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Thread: I need help

  1. #1
    Super Member nabobw's Avatar
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    How do you start and stop when you FMQ, without having a rats nest on the back side? I have tried tieing off but when I cut the threads the knot comes undone.

  2. #2
    Senior Member quilter1943's Avatar
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    When you begin, take one stitch and pull up your bobin thread. Hold it while you begin to stitch. When I finish I either take a back stitch or I leave a thread long enough to pull through and finish it with a stitch and hide the thread in the batting. If your machine is leaving that much thread on the back your tension might be off. Sandwich some fabric and batting and practice a bit before you start on the quilt. I do this every time when I begin and after I've changed bobin just to be sure I don't have a problem on the quilt. I always use the same thread in the bobbin (or at least the same brand/weight) as I use on top. Hope this will help. I know it's terribly frustrating.

  3. #3
    Super Member Stitchnripper's Avatar
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    Quote Originally Posted by quilter1943
    When you begin, take one stitch and pull up your bobin thread. Hold it while you begin to stitch. When I finish I either take a back stitch or I leave a thread long enough to pull through and finish it with a stitch and hide the thread in the batting. If your machine is leaving that much thread on the back your tension might be off. Sandwich some fabric and batting and practice a bit before you start on the quilt. I do this every time when I begin and after I've changed bobin just to be sure I don't have a problem on the quilt. I always use the same thread in the bobbin (or at least the same brand/weight) as I use on top. Hope this will help. I know it's terribly frustrating.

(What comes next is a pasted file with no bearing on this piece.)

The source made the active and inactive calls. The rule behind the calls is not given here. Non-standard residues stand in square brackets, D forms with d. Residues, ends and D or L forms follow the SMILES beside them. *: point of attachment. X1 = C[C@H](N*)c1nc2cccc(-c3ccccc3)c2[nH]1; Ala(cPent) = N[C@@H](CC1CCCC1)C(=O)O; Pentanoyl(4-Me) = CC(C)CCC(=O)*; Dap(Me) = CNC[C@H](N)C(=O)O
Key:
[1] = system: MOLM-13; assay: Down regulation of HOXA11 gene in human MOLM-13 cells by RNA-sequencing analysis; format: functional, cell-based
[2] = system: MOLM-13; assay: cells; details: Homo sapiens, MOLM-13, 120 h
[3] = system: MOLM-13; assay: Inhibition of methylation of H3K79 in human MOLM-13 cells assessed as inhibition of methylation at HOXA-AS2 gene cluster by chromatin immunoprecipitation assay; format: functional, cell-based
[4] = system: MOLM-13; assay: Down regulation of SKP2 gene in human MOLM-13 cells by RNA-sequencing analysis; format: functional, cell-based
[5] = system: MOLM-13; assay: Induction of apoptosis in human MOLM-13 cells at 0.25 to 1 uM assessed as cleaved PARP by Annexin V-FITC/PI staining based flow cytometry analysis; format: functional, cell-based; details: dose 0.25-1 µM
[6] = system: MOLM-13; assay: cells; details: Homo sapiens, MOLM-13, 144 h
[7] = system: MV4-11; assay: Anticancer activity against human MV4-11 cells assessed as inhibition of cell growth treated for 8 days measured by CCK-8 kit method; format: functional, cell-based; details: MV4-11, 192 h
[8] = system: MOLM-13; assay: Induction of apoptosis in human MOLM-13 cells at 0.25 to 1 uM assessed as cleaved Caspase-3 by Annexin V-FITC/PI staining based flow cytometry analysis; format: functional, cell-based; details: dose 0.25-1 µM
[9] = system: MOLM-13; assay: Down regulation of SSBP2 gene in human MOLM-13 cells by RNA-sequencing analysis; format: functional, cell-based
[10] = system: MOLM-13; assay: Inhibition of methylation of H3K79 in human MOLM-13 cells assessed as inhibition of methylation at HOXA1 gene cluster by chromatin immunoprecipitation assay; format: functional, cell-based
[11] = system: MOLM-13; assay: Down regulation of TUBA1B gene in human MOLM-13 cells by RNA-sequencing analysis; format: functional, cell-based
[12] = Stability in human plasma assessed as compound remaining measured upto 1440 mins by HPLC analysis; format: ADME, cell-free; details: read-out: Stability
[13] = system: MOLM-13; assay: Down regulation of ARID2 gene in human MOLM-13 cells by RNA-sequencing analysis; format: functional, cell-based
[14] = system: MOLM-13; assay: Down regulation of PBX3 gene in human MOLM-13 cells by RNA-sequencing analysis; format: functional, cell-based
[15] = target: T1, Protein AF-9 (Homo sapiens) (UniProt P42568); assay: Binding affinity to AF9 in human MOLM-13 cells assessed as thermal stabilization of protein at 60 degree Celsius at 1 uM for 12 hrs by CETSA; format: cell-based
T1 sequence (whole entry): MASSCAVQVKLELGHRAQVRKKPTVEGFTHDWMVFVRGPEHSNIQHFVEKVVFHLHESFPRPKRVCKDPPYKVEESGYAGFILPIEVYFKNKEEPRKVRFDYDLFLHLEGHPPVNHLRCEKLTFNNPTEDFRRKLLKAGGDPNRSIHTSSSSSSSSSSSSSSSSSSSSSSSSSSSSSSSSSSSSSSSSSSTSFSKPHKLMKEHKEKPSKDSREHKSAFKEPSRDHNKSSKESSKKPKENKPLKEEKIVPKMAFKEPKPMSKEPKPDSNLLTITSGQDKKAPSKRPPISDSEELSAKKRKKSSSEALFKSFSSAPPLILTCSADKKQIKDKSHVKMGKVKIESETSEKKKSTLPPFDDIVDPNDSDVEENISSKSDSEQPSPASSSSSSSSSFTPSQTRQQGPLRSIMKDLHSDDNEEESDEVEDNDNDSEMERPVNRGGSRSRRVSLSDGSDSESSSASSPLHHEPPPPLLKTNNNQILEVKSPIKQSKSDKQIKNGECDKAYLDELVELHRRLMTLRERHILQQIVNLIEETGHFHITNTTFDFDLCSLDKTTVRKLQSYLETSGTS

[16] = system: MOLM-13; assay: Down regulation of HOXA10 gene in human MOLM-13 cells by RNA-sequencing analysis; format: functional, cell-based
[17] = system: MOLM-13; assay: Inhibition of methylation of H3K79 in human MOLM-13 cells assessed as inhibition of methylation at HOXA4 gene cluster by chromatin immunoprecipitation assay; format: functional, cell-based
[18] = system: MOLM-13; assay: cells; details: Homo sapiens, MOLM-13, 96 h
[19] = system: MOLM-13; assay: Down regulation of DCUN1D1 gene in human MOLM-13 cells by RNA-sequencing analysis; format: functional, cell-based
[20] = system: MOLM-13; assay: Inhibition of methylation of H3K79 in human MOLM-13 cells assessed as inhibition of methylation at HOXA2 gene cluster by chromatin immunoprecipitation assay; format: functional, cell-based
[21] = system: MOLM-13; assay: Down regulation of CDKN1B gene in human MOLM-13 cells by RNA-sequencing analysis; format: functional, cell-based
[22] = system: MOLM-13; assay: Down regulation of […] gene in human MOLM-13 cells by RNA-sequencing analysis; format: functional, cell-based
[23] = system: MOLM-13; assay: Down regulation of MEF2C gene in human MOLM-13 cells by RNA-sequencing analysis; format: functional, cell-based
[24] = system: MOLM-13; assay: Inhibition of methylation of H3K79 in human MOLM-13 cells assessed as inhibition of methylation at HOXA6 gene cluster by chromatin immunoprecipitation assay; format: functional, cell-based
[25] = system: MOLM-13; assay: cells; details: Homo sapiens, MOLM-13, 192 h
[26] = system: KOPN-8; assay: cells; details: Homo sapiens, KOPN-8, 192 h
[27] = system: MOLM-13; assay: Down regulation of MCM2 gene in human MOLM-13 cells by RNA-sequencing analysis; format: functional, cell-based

I agree with this. These suggestions have helped me avoid that problem. And I FMQ on a dinky mechanical Brother with coats and clark thread.

  4. #4
    Super Member suezquilts's Avatar
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    Nana Jan said exactly the correct things.

    If I'm unable to hold the thread I take a pin and stick it in the quilt, wrapping the threads securely around it. It holds when I can't. Take a couple securing stitches before you take off.

  5. #5
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    sounds like you are not pullling the bobbin thread up and holding it. I have started leaving about 6" and burying the ends in the quilt. Takes a little time but works.
    If I am free motioning I will hold the fabric and let the needle stay in place for a stitch or two. If you are straight stitching with the walking foot, then set the length very small for the first three or four stitches and then dial back to the size you want.
    If free motioning, pull your bobbin thread up and hold and just rock the needle back and forth to make really small stitches.

  6. #6
    Super Member justwannaquilt's Avatar
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    I start quilting off the top in the batting and them move onto the top. I do the same thing to stop quilting. I quilt right off the top into the batting. IF I have to stop in the middle of the quilt to change a bobbin. Then I take A stitch and then do as the others have said to pull the bobbin thread to the top. Once I am done with the quilting I will then tie a knot in the threads and thread them through a needle and then hide them inside the quilt. kinda between the top/in the batting. They don't come out and you can not tell where you stopped and started!

  7. #7
    Super Member sahm4605's Avatar
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    What I do is turn the wheel and needle by hand and slowly and that actually helps get rid of the nests.

  8. #8
    Super Member ckcowl's Avatar
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    you need to bring your bobbin thread to the top and hold both threads when you start sewing. then you go back and thread those (2) threads onto a needle and (weave) them into the center of the quilt

  9. #9
    Power Poster nativetexan's Avatar
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    also make sure the presser foot is in the down position before you start sewing. that also would make rats nests if it was left up.

  10. #10
    Super Member nabobw's Avatar
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    Thanks for all the help. I sure will try it and hopefully not have to pull the quilting out again.

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